I want to live in an insecure world because an insecure world is a safer world
I.e.the more insecure we are, the safer we are!
The fact that something bad/unexpected CAN happen (what we usually call a vulnerability), doesn't automatically mean that it WILL happen or be exploited (this is something that the business guys understand very well, but usually the security guys don’t).
In fact, usually, the more insecure the system is, the easier it is to do business with it , and the easier it is for its users to interact with.
This is something that the Credit Card industry understands really well, in fact one criticisms that the great geekonomics book (for example see chapter We'll Be Compliant, Later) throws at it, is the fact that they (the Credit Card industry) design insecure systems by design, mainly because they want it to be easy to use. They accept a certain percentage of fraud, which basically means that they are trading security for functionality and ease-of-use (i.e. they are making a risk decision to build insecure systems (or systems not as secure as they could be)).
PCI, from a risk-reduction point of view, is a MASSIVE success. From a making-the-websites-more-secure-and-not-exploitable point of view, PIC is probably not as successful/effective as the PCI-bashing crowd would like it to be.
Coming back to the main idea of this post, the reason I want to live in an insecure world, is because I want to live in a world where I leave my doors unlocked!
I (and my family) am much more secure in a neighborhood where I don’t have to lock my door (and I don’t have to physically protect my assets), versus a neighborhood where I need private security guards with machine guns outside my door to protect myself.
I.e. I want to live in a world where I don’t have to care about security! because that is actually a safer world.
Of course that in the real-world and in normal neighborhoods, one can't leave the doors unlocked all the time. What we do is we adjust our security measures to the current perceived threats (and the probability that the vulnerability (the door not locked) is going to be exploited).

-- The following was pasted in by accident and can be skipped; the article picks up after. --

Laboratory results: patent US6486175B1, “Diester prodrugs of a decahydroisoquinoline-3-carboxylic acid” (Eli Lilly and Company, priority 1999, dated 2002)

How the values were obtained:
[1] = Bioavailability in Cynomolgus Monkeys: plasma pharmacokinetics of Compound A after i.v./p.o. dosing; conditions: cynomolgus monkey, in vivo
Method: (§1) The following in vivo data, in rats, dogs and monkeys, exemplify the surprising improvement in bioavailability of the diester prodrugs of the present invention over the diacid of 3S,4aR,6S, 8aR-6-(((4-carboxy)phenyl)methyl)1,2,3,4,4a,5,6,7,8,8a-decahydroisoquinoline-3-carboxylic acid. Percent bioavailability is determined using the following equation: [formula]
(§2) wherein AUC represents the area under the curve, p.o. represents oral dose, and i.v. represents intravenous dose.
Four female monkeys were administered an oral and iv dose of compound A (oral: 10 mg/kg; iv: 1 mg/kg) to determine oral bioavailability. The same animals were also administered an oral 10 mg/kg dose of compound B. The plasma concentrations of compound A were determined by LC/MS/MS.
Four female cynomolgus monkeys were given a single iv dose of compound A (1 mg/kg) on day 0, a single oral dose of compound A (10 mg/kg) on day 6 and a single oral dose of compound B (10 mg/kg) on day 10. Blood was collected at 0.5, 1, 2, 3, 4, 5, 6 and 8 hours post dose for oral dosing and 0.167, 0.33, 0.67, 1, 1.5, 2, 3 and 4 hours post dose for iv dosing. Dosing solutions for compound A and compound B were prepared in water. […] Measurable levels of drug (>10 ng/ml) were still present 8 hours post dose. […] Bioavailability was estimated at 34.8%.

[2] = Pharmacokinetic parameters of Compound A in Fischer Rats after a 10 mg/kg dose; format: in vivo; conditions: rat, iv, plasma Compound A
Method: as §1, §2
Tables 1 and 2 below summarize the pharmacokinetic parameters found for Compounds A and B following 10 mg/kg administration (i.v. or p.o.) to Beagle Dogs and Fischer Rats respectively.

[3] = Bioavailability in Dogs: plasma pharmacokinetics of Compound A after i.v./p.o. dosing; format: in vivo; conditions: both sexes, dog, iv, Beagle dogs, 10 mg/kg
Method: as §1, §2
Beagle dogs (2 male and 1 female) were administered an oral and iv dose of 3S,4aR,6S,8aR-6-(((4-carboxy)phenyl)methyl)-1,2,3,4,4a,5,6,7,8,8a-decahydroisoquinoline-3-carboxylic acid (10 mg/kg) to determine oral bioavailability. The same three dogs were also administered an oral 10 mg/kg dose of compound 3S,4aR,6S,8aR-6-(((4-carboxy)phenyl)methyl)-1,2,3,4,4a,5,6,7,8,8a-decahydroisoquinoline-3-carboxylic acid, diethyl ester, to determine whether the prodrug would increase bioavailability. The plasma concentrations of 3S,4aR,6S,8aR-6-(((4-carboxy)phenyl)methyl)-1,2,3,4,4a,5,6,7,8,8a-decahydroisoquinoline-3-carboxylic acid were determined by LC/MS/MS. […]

It is ultimately a risk decision (sometimes our 'perceived' threats are grossly over or under estimates (see Bruce for tons on examples on this) but that tends to adjust it self with time) .
I don't have a problem with clients making risk decisions (for example 'choosing NOT to fix a security vulnerability or applying a short-term remediation using a WAF). As long as it doesn't affect me personally, it is their decision to make. After all, it is their businesses.
I DO HAVE a problem when the clients DON'T know about how insecure they might be and how many vulnerabilities exist in their applications/systems. My view of my job (and of OWASP's) is to give clients and users VISIBILITY into the security implications of what they are building, buying or using. What to do with that visibility and knowledge is NOT my job :)
Ultimately, when the market has good understanding of what is going on, it tends to make good decisions. The problems tend to occur when the market DOESN'T understand what is going on (like the recent financial crash as shown us)